“I write because I cannot stand by and say nothing, because I strive to make sense of the world I’ve been given, because the soul sings for justice and the song is poetry,” says Natasha Trethewey, the nineteenth poet laureate of the United States, in “Of Poetry and Protest.” Designed for a wide audience, including nontraditional readers of poetry, this is a necessary book for Chicagoan’s imaginations, consciences and coffee tables in a time of danger and cultural flux. It is a thoughtful collection of more than forty of America’s best known black poets, including Illinois and Chicago poets Angela Jackson, Ed Roberson, Haki Madhubuti, Quraysh Ali Lansana, Duriel E. Harris and Sterling D. Plumpp. Their work and personal stories are accompanied by full-page black and white portraits by photographer Victoria Smith.
The anthology points to what underlies black lives and black poetry—oppression. Poets didn’t necessarily aim to write “protest” poetry, but as Amiri Baraka says, “it was simply to continue the tales about our own lives. As long as the oppressed tell their true story, it will carry the edge of protest.” The book is prefaced with essays by Baraka, Jeannine Amber and Harry Belafonte, situating the “presence of death” in a cultural timeline from the Civil Rights Movement to Trayvon Martin’s death.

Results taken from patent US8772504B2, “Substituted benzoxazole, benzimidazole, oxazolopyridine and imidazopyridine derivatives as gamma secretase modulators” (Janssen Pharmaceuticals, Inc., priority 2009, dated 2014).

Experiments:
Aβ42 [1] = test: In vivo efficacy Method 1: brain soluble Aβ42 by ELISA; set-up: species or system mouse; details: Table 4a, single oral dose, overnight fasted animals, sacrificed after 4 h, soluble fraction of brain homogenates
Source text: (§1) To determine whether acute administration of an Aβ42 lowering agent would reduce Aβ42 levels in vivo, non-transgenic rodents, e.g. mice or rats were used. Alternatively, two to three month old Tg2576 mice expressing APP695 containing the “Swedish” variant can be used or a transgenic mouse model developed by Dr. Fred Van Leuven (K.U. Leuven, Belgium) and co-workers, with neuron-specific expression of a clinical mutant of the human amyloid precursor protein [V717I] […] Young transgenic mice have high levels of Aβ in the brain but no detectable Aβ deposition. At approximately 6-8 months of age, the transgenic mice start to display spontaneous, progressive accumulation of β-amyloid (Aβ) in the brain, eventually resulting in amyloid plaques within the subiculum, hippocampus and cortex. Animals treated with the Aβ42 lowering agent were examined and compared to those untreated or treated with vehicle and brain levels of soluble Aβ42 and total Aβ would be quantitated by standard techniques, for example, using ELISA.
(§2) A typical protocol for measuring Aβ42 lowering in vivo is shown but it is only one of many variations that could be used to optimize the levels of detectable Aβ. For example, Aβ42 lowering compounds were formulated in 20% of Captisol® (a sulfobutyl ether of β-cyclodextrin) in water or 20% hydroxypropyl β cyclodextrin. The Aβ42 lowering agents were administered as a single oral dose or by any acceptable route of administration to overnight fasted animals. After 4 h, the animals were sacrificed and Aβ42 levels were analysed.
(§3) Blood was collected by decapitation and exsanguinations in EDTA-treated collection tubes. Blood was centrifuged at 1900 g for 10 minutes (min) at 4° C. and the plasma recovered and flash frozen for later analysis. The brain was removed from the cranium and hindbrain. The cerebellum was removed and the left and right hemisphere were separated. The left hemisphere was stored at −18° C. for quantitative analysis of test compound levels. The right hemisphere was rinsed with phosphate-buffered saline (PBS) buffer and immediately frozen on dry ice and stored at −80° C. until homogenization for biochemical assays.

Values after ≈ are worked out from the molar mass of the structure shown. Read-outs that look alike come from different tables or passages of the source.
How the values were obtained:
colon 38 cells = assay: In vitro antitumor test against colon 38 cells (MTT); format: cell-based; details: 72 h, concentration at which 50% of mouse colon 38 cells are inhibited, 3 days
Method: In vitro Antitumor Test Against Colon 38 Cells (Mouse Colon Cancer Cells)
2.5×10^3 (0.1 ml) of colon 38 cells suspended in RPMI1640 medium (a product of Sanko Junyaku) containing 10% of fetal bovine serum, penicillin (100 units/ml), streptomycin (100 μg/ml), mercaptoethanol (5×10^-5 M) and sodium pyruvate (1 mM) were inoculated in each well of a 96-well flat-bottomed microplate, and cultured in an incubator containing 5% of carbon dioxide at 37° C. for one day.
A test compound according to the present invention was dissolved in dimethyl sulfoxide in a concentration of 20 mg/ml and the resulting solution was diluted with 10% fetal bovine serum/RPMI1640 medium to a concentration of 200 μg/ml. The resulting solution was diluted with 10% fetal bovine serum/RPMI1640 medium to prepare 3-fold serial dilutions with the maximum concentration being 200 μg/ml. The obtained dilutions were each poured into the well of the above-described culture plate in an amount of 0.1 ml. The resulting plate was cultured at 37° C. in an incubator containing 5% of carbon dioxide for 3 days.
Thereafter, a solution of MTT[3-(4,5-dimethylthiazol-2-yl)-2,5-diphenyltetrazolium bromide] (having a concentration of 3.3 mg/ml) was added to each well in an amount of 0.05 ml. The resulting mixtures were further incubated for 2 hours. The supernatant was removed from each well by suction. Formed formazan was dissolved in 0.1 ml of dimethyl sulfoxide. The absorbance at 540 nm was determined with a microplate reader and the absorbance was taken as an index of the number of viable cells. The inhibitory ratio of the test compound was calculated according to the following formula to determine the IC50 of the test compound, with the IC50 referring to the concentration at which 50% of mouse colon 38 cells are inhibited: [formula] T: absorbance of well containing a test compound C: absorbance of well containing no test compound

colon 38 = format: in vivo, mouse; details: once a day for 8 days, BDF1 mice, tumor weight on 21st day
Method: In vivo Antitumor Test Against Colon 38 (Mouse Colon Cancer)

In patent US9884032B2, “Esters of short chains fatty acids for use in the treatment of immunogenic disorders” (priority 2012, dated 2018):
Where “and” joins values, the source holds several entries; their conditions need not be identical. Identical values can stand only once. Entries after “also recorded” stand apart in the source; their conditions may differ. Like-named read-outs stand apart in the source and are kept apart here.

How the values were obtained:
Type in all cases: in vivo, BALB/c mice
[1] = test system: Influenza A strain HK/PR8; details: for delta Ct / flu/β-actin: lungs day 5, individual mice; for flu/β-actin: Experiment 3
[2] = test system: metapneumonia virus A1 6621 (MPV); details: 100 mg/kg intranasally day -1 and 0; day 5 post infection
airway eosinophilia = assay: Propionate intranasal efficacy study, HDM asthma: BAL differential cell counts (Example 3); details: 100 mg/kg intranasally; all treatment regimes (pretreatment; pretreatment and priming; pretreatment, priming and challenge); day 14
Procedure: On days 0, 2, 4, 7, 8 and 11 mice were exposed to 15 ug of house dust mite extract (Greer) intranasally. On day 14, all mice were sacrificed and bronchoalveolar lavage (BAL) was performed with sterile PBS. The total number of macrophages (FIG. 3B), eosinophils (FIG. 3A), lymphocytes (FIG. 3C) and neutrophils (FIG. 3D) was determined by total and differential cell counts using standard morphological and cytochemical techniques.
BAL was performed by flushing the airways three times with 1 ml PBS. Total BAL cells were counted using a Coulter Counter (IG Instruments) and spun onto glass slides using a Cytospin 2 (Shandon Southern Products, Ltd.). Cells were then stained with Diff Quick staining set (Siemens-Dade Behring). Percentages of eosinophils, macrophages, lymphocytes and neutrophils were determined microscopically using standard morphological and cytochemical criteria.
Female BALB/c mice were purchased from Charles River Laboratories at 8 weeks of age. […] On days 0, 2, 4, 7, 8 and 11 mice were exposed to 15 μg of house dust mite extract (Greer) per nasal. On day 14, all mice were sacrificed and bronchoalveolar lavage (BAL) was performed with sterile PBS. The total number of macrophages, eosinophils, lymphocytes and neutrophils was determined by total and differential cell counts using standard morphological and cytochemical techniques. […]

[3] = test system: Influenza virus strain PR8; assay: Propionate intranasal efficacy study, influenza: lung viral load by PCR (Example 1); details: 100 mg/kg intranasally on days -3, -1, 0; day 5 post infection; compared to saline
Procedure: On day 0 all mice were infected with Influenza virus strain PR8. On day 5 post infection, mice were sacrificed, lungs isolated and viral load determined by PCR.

The book also features historic and contemporary images. The searing photograph of Mamie Till-Mobley clutching the side of her son’s casket is juxtaposed with Cornelius Eady’s poem “Emmett Till’s Glass-Top Casket.” The poignant artwork “Hoodie” by Chris Koehler features opposite “New Rules of the Road” by Reginald Harris. They remind the reader that risk and threat is still never far away for young black men.
For readers of poetry, the book provides a useful map of poetic influences. In their personal narratives, the poets point to Gwendolyn Brooks as a cultural mentor, as well as the legacy of the Black Arts Movement. They also cite spirituals, gospel, blues, jazz, hip hop, rap, call and response and the black vernacular as guides to their musicality.
As a quote from President Barack Obama says—reproduced in calligraphy by Ward Schumaker—“Poetry Matters. Poetry, Like All Art, Gives Shape and Texture And Depth of Meaning to Our Lives.” This beautiful book reminds us why. (Toni Nealie)
“Of Poetry and Protest”
Edited By Philip Cushway and Michael Warr
W.W. Norton, 224 pages, $21.95
Toni Nealie is the Literary Editor of Newcity and the author of the essay collection “The Miles Between Me.” A Pushcart Prize nominee, her essays have appeared in Guernica Magazine, Rust Belt: Chicago, The Rumpus, The Offing, Essay Daily, Chicago Quarterly Review, Hobart, Entropy and elsewhere. She worked in magazine journalism, politics and PR in her native New Zealand, the United Kingdom and Singapore and now edits, writes and teaches in Chicago. Find her at toninealie.com and on Twitter @tnealie. She can be reached at firstname.lastname@example.org.